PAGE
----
Russia’s Arctic has been hit by three separate environmental disasters involving mining giant Norilsk Nickel within a month. The company, led by metal tycoon Vladimir Potanin, has been accused of trying to cover up the extent of the damage.
1st incident – 21,000 tonnes of diesel spilled, May 29, 2020
The first eco-disaster occurred on May 29 2020, when about 21,000 tonnes of diesel leaked from the tank storage facility of a combined heat and power plant owned by the NornickelGroup. A huge tank appears to have slumped through the thawing permafrost floor and collapsed. The fuel entered the ground and nearby rivers and became a serious threat to the fragile ecosystem in this part of the Arctic. The company and its heavily dependent local authorities spent several days trying to conceal or trivialise the disaster.
Experts are talking about the biggest oil spill in the Russian Arctic due to the accident at the combined heat and power plant. The fuel spilled into the ground and colored the nearby waterways bright red. It was not until June 3 that a video conference convened by Russian President Vladimir Putin was held at which a state of emergency was declared. Additional forces from the Ministry of Civil Protection were then sent to Norilsk. In another video conference with Putin, Nornickel’smain shareholder, Vladimir Potanin, assured that his company would cover all the costs of repairing the environmental damage of an estimated 10 billion rubles, or about 127 million euros.
At least three managers were arrested, while the mayor of Norilsk and a federal inspector were charged with negligence.
Authorities said in late June that they had removed the spilled oil from the surface of a nearby river, but added that the full cleanup could take years.
2nd Incident – Wastewater Dump, June 28, 2020
Exactly one month later, on June 28, the first information about a second serious incident in Norilsk with clear potential for a new environmental scandal were made public. This time it was a settling basin or mud pond of a processing plant in the village of Talnakh, a subsidiary of the non-ferrous metal producer Norilsk Nickel. From such a settling basin, about 6,000 cubic meters of water contaminated with heavy metals and sulphuric acid were discharged into a stream and into the tundra.
Environmentalists notified the authorities. Ahead of them, however, the security service and staff of Norilsk Nickel showed up at the scene. After trying in vain to drive out the environmentalists, they hurriedly dismantled the pumping station and the pipes. In the zeal of the battle, they damaged a vehicle of the police, who also had arrived.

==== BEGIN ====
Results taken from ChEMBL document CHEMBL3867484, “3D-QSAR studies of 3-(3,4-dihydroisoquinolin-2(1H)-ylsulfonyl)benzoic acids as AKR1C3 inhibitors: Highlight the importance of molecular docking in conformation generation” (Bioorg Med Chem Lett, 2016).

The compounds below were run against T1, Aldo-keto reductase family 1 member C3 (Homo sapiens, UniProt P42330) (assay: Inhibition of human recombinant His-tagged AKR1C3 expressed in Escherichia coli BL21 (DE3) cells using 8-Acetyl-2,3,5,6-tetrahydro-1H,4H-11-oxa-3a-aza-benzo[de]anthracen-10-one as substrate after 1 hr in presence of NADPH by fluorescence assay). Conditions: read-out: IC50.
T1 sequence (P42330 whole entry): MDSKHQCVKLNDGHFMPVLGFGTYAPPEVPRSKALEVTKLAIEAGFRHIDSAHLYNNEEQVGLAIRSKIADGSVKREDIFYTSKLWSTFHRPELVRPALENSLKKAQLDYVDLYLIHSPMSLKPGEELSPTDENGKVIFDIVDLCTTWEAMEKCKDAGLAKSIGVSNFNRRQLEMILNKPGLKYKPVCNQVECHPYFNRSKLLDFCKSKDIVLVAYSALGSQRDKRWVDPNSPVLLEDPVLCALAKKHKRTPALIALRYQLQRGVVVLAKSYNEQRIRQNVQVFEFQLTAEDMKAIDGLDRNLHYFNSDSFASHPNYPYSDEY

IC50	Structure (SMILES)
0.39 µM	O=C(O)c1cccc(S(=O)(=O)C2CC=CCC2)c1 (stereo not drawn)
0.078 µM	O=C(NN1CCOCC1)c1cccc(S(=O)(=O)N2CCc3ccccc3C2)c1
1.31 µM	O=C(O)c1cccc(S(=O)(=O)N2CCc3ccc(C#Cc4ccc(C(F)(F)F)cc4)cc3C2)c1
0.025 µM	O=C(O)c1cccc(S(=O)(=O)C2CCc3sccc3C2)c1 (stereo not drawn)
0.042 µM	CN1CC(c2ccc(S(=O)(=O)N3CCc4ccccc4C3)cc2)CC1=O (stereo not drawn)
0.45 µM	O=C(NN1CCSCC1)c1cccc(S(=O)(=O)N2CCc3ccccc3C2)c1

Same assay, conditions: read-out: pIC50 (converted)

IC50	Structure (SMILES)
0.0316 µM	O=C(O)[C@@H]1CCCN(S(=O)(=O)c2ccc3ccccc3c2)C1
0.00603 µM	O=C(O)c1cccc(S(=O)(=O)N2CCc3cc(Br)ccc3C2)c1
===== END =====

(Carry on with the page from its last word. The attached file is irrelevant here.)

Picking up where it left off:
When asked by Vasily Rjabinin, a former employee of the Russian Environmental Agency Rosprirodnadzor, Nornickel confirmed the incident in a brief statement. However, it claimed that “technical water” swept over the dam on June 28 from the reservoir, which was overflooded after rainfalls, but was then stopped and pumped into the “adjacent area.”
The version of environmentalists and journalists sounds very different. Vasily Rjabinin, who has already set out everything in a detailed letter directly to President Putin, reports that he had visited the settling basin with a correspondent of the news platform Novaya Gazeta on June 20. In the vicinity, he previously had discovered numerous unnaturally colored lakes on Google satellite images. In photos taken on site with a drone, he then discovered two pipes pumping water from the reservoir into the creek.
On June 28, environmental activists specifically searched for this spot at the settling basin. They found two pipes from which water with a strong chemical odour was pumped into the surrounding area. They then photographed and filmed the outgoing liquids and the dying trees all around. Shortly afterwards, in addition to Nornickel employees and police officers, workers also showed up, who hurriedly shut down the pumps and dismantled the pipes.
To determine the level of pollution, environmental activists on the ground have taken water samples from the lake and its tributaries. On June 27, the deputy of the Moscow City Duma, Sergei Mitrochin, wanted to bring the samples to Moscow for an independent investigation. But at Norilsk airport, he was banned from taking samples with him. The justification states that any samples may be exported ‘only with the permission of the Combine’ (Association of industrial enterprises).
3rd Incident – Landfill Fire, June 29, 2020
Less than 24 hours later, news agencies reported that a large fire had broken out at an industrial waste dump outside Norilsk, with smoke billowing towards tundra. Emergency officials said they had located the fire and that the nearest buildings were not under threat.
Norilsk Nickel denied owning and storing industrial waste at the landfill. “We are depositing bricks, concrete and household waste there, but no industrial waste,” a spokesman for the landfill told state news agency TASS. “According to our information, there is no harmful or dangerous waste there.”
On the spot, it was reported that the rightful owner of the landfill, Baikal-2000, is engaged in the treatment and disposal of non-hazardous waste. Prosecutors said they still plan to review the landfill for compliance with environmental and fire safety laws.
Allegation of cover-up
Activists and journalists have accused Nornickel of downplaying the scale of these disasters. This is mainly due to ‘nepotism’ between the authorities and the group. “Nornickel has been the enemy number one in the North for many decades. Toxic fuel from the massive diesel accident on May 29 may have already reached the Arctic Ocean, despite claims of successful clean-up. This was claimed by environmental activist Georgy Kavanosyan in a recent video conference. Kavanosyan accused Potanin of trying to cover up the extent of the damage.
Heiner Kubny, PolarJournal